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Recommended Readings

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Memoranda on Robert Power, taken Leesburg, Virginia, circa 1861-1862.

Robert Power.-Born in Loudon County. His father lives six miles from Leesburg. For more than a year prisoner has lived at his uncle's, Thomas Gheen, four miles from Centreville, working on his farm. Says before Christmas he went up to his aunts, Mrs. Rose, of Loudoun, to get some money. His aunt gave him some eggs which he took to the post nearest to him to sell. He was arrested and taken to Colonel O'Neal, of the Ninth Alabama Regiment. Was told they were in search of Shelton Ambler, who had passed Indiana money on some of the soldiers. Suspected him to be a partner of Ambler's; thought he had given notice to Ambler, and suspected him to be a spy. Declares he is innocent of the charges. Says he has never had anything to do with the enemy. Says last summer he was at his brother-in-laws, Bodine, and saw the tents across the river. He was at Leesburg and saw the Yankee prisoners brought in after the battle. These are the only times he has seen Yankees. Has a brother and several brothers-in-law in the Southern army. His brother is in Mead's Loudoun Cavalry. Two of his brothers-in-law are in the Loudoun Artillery. Is willing to take the oath of allegiance. Mr. Huntt, delegate from Fairfax, says he does not know this yonng man, but he knows Gheen, his uncle with whom he worked the last year, is true to the South. Colonel Ball, of the senate, from Loudoun, says his brother and several of his brothers-in-law are in the Southern army. His whole connections are faithful Southern people. Does not know him. Colonel Ball handed me the petition of Power's brother for his release and the petition of officers and men of the Eighth Virginia Regiment for his release, herewith sent. This young man is modest, and I think true and honest from his examination before me. No charge has been sent on with him. I unhesitatingly recommend his release.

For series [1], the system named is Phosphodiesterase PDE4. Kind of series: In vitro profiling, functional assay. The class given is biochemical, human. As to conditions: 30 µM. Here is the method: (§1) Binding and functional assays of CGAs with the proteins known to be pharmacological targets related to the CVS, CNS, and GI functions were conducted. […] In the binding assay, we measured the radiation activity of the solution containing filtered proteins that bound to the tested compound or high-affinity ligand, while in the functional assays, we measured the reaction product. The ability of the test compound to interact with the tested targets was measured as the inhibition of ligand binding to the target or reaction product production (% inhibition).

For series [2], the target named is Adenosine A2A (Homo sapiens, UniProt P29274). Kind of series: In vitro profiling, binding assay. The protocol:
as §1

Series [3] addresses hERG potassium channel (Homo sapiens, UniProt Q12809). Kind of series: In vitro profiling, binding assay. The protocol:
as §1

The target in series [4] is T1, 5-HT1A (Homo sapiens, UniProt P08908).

SOURCE: Official Records of the War of the Rebellion, Series 2, Volume 2, pgs. 1470-1471

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